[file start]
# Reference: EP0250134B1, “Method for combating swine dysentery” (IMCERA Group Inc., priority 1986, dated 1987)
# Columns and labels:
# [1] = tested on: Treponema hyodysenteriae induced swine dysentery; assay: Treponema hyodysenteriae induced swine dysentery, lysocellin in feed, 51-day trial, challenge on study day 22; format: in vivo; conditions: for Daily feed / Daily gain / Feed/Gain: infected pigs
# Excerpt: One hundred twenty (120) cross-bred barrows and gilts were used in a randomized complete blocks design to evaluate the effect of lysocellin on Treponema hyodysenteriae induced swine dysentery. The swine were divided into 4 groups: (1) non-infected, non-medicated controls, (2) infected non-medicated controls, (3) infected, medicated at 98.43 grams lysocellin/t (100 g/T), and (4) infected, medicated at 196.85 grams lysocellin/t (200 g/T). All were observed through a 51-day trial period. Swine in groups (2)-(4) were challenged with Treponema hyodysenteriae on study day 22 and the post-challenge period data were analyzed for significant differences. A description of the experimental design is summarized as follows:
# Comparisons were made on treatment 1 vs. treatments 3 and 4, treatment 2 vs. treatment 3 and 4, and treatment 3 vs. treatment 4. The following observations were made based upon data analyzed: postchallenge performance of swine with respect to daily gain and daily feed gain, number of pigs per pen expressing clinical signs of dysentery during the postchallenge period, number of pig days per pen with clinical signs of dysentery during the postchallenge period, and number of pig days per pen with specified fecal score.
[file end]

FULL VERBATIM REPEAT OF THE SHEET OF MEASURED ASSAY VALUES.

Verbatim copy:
# Reference: EP0250134B1, “Method for combating swine dysentery” (IMCERA Group Inc., priority 1986, dated 1987)
# Columns and labels:
# [1] = tested on: Treponema hyodysenteriae induced swine dysentery; assay: Treponema hyodysenteriae induced swine dysentery, lysocellin in feed, 51-day trial, challenge on study day 22; format: in vivo; conditions: for Daily feed / Daily gain / Feed/Gain: infected pigs
# Excerpt: One hundred twenty (120) cross-bred barrows and gilts were used in a randomized complete blocks design to evaluate the effect of lysocellin on Treponema hyodysenteriae induced swine dysentery. The swine were divided into 4 groups: (1) non-infected, non-medicated controls, (2) infected non-medicated controls, (3) infected, medicated at 98.43 grams lysocellin/t (100 g/T), and (4) infected, medicated at 196.85 grams lysocellin/t (200 g/T). All were observed through a 51-day trial period. Swine in groups (2)-(4) were challenged with Treponema hyodysenteriae on study day 22 and the post-challenge period data were analyzed for significant differences. A description of the experimental design is summarized as follows:
# Comparisons were made on treatment 1 vs. treatments 3 and 4, treatment 2 vs. treatment 3 and 4, and treatment 3 vs. treatment 4. The following observations were made based upon data analyzed: postchallenge performance of swine with respect to daily gain and daily feed gain, number of pigs per pen expressing clinical signs of dysentery during the postchallenge period, number of pig days per pen with clinical signs of dysentery during the postchallenge period, and number of pig days per pen with specified fecal score.